Mother’s Day is one of those slightly confusing days. In the UK it moves every year and is a different day entirely to many other countries across the world, yet the tradition of showering your mum with flowers and gifts and going for a nice lunch seems to ring true everywhere. It might seem like a purely commercial construct, but it's actually got quite a complex history and has changed face quite a few times.
In the UK, it has origins in Christianity and wasn't really anything to do with your mum at all - it was instead the day on which people would go back to their ‘mother church’ in the middle of Lent. In the UK today, it's all about celebrating the leading lady in your life, and the date is the only part of the tradition that has really endured. But when did this change happen?
Mother's Day as we know it today is actually much closer to an American tradition which started in 1872. Poet, author and social activist Julia Ward Howe, 'Mother’s Peace Day' was started by activists, suffragists, and pacifists to celebrate mothers as agents of change in a time of war.
Howe called for women work together and to gather once a year to promote peace:
“Arise then, Women of this day... Say firmly: Our husbands shall not come to us, reeking with carnage, for caresses and applause. / Our sons shall not be taken from us to unlearn all that we have been able to teach them of charity, mercy and patience. / From the voice of a devastated Earth a voice goes up with Our own. It says: ‘Disarm Disarm!’”
“In the name of womanhood and of humanity, I earnestly ask that a general congress of women, without limit of nationality, may be appointed and held at some place deemed most convenient, and at the earliest period consistent with its objects, to promote the alliance of the different nationalities, the amicable settlement of international questions, the great and general interests of peace.”
So we can see how Mother's Day is yet another example of how women have resisted societal norms and challenged ideas that limit their rights; something that is sadly just as true today as it was in the USA in 1870s.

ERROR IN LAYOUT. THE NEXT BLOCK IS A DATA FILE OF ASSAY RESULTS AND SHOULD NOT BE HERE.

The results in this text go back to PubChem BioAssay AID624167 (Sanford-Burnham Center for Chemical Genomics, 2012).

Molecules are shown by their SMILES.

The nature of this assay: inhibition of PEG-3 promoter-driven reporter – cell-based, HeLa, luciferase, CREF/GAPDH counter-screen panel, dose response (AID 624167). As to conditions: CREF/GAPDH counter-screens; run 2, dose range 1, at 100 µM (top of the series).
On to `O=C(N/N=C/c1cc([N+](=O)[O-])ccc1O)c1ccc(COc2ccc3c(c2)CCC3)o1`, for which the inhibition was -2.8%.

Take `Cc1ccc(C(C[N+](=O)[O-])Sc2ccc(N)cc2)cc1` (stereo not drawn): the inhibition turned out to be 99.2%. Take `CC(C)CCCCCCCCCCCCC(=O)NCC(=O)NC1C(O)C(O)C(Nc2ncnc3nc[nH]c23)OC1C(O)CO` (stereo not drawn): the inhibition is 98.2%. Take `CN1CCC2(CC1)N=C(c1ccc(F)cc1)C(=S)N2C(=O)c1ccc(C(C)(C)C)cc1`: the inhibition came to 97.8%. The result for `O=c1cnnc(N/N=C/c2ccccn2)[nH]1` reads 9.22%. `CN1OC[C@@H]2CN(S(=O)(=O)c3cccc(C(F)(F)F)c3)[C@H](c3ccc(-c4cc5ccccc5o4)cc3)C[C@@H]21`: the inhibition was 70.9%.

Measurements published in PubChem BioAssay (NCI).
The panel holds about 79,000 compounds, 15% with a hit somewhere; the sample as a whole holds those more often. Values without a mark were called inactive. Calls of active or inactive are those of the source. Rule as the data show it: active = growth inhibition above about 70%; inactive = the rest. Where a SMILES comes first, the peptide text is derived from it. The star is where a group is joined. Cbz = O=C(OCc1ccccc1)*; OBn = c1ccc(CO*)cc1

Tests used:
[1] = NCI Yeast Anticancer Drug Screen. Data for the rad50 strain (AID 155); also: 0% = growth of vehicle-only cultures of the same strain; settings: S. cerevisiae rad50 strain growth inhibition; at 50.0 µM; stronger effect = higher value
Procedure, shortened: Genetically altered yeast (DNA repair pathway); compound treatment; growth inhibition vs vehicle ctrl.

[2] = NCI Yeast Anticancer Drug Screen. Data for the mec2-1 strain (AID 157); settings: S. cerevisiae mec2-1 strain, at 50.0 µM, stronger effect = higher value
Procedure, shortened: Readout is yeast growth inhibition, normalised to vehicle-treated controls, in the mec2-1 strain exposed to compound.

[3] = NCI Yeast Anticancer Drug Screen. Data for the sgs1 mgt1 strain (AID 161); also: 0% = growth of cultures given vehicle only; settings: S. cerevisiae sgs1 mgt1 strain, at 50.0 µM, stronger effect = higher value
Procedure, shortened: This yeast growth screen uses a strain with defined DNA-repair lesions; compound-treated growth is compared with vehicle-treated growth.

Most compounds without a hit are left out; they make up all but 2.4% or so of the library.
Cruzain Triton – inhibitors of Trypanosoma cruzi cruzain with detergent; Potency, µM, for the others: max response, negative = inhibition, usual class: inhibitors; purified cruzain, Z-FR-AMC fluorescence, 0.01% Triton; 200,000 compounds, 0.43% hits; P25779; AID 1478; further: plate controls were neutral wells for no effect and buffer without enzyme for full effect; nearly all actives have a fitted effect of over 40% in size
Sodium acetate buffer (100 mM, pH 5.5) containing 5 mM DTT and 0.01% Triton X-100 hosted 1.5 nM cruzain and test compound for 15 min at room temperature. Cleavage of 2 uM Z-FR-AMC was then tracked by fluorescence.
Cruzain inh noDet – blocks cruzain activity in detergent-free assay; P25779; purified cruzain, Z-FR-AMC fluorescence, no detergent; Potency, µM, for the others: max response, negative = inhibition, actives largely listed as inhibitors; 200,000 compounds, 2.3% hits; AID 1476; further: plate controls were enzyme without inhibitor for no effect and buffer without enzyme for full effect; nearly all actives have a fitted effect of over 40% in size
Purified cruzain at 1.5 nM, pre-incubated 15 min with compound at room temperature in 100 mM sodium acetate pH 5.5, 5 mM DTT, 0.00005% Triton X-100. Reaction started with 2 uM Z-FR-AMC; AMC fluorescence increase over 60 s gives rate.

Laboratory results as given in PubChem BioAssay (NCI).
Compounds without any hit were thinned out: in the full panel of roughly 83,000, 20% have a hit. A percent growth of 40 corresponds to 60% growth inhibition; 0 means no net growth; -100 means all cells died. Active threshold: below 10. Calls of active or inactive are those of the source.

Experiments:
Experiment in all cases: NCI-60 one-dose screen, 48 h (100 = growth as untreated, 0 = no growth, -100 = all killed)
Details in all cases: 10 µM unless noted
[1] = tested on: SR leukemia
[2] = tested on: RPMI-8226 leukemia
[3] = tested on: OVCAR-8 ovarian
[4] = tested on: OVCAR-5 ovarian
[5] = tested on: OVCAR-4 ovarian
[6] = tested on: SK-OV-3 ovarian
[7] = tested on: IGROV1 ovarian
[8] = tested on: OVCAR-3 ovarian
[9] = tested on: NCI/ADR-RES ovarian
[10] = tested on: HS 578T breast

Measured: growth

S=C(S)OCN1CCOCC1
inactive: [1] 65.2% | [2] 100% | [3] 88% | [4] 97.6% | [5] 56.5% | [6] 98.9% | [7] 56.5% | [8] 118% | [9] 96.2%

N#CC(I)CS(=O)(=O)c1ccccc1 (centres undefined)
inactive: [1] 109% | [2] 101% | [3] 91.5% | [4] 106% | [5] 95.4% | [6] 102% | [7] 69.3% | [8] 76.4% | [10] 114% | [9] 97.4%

It's a day not just for the women and people who raised us, but those who rose up so we could too. Let's celebrate those people.
We couldn't help but feel the devastating poignancy of this as we witness the Russian invasion of Ukraine. Here's some ways you can help.
There are lots of great charities out there, some examples that have been recommended are Come Back Alive, Sunflower of Peace, British Red Cross, Unicef, OutRight Action, the UN Refugee Agency and Uniter Help Ukraine.
SUPPORT UKRAINIAN JOURNALISM
English-language news outlets based in Ukraine, such as Kyiv Independent and the New Voice of Ukraine, are covering developments on the ground as the conflict unfolds, using local journalists. This site on Twitter covers many local journalists in Ukraine.
WRITE TO YOUR MP
Show your support by lobbying politicians to place further sanctions on the Russian government and its associates, and implore them to allow more refugees. There's loads of templates online and instructions on how to get in touch can be found on parliament.uk.
ATTEND A DEMONSTRATION
There are a number of demonstrations in support of Ukraine all over the country. Show your solidarity and increase pressure on our government to act. The Association of Ukrainians in Great Britain is sharing demonstrations and shows of solidarity around the UK via its Facebook page, as is the Ukrainian Solidarity Campaign. Stop the War Coalition has also been sharing events on its homepage and social media.
JOIN IN WITH LOCAL FUNDRAISERS
There are some amazing initiatives like #CookForUkraine. Get involved, show your support or even organise something yourself.
Something as simple as using the right terminology when referring to the invasion is vital to showing support and not falling foul to misinformation.
These tips were compiled from theguardian.com and independent.co.uk, there are many more ways you can help.